Here's something that bothers me about the anti-BL position, even though I tend to lean in that direction. (See, I'm not a total idealogue!) It's been obliquely referenced in other threads, but I wanted to see if I could formulate the question as directly as possible and get your responses.
Is sharing the car lanes something that remains practical no matter how many bicyclists there are? What if 25% of all vehicles on the road were bicycles? (Unfortunately, even this is probably too optimistic of a number, but let's use it for the sake of discussion.) Would a mix of 25% bikes and 75% cars be able to successfully share the same lanes? Does an increasing ratio of bikes to cars lead to an overall increased or decreased ability to share the same lanes, or both at different ratios and depending on other variables?
I think this is a weakness in the anti-BL position. ("Well, duh!", I can hear many of you saying. ) As many of you no doubt will point out, requiring completely vehicular cycling and lane sharing with cars does inhibit many potential cyclists from engaging in the activity, if an informal poll of all of our family and friends means anything. And even if drivers are willing to be held up for a few seconds by maybe one cyclist every few miles, what if it were a continuous stream of cyclists, with varying levels of ability and willingness to abide by the law? Could that be tenable? Does that mean that some form of bike lanes will eventually be required should the ratio of bikes in the traffic stream reach a certain threshold? And does that mean that advocating for more people to cycle but opposing bike lanes are incompatible goals?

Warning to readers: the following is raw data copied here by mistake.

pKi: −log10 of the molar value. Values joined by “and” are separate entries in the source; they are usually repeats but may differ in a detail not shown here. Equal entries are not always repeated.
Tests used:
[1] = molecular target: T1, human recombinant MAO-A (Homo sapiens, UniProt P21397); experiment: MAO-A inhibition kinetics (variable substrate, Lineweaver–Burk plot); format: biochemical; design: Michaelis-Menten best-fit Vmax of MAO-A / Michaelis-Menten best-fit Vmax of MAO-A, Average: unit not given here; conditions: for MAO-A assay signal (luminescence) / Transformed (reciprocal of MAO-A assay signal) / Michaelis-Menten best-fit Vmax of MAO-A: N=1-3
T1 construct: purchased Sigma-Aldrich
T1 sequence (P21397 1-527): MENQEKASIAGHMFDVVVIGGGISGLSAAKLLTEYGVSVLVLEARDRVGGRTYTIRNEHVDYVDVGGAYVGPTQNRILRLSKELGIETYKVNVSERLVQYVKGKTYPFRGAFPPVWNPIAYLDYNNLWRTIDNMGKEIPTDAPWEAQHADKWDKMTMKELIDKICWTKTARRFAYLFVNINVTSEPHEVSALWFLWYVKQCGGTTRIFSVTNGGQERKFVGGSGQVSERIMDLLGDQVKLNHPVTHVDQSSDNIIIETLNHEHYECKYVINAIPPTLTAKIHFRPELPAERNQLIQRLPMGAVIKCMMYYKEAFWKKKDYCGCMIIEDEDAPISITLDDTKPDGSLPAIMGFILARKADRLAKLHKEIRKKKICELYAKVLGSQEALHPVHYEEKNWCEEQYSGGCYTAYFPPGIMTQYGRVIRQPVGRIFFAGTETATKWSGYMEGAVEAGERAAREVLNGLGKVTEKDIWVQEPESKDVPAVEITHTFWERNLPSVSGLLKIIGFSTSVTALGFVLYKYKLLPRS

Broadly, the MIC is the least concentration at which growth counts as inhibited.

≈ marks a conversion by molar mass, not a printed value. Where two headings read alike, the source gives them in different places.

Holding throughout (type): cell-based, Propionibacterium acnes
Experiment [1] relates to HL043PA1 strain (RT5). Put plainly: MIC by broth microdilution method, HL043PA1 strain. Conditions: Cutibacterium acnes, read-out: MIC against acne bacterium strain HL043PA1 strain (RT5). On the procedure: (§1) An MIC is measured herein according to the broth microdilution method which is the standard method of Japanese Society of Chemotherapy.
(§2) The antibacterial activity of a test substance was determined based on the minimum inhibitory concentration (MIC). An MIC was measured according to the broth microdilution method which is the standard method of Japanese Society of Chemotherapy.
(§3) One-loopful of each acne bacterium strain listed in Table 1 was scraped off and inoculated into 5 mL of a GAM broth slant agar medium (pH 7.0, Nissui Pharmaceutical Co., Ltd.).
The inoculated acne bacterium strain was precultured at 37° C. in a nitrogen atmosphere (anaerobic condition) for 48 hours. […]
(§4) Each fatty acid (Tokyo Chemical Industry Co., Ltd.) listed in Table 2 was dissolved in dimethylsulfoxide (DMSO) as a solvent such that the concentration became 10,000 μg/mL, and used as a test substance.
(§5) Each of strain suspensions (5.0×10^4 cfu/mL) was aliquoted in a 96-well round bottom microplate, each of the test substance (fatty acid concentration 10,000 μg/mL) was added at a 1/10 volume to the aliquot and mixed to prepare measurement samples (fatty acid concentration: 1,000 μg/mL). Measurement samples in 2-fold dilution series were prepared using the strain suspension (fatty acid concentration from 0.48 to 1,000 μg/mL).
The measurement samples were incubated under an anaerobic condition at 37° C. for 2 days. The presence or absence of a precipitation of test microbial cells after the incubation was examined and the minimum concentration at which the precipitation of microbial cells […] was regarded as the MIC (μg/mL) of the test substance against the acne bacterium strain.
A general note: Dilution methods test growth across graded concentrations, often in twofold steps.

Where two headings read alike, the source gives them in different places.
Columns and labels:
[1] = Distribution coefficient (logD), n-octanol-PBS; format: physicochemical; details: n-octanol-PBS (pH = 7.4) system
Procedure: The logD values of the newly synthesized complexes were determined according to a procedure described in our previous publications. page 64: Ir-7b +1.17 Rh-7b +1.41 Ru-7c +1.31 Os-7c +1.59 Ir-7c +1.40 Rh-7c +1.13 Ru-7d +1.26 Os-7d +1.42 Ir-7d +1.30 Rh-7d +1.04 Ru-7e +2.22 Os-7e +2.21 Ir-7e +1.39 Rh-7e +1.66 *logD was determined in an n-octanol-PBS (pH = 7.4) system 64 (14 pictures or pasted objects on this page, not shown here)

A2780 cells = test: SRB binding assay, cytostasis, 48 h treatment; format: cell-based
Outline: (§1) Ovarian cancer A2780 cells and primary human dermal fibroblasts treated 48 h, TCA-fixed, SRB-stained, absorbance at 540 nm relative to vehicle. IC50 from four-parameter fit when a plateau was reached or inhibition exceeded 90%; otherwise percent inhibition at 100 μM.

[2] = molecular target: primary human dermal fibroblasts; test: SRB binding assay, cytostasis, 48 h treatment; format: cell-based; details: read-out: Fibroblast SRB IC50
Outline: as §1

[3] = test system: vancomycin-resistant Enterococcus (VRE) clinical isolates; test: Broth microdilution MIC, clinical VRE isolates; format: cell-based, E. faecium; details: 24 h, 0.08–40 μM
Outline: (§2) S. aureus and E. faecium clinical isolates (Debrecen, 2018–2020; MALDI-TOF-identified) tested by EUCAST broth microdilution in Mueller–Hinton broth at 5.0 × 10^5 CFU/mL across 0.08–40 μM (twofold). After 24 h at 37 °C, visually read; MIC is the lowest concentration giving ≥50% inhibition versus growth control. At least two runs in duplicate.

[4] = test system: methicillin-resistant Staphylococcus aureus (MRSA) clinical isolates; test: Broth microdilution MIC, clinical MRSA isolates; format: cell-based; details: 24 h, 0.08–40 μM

Oh my, I seem to converting myself!
Sorry if this sounds like trolling, but as someone who does not have many bike lanes and has learned and believes in vehicular riding, I'd like to hear, especially from the other vehicular advocates here, if and why that position is still practical past a certain threshold of cyclists, and what you think that threshold might be.
Also welcome would be opinions from people who have actually experienced cycling in other countries that have a ratio of bikes to cars that approaches or exceeds 25%. How do they handle their infrastructure? Do any of them attempt to have the two kinds of vehicles use the same lanes?
Last note: Let's try to avoid the debate about if bike lanes are the cause or effect of increasing the number of cyclists. I know that's a controversial area, and I'm not interesting in arguing the studies and statistics on it on this thread. What I'm asking is, if cycling were somehow to increase signficantly in an area without bike lanes, would it still be feasible to have them all sharing the lane with the cars, or would some separation eventually become inevitable?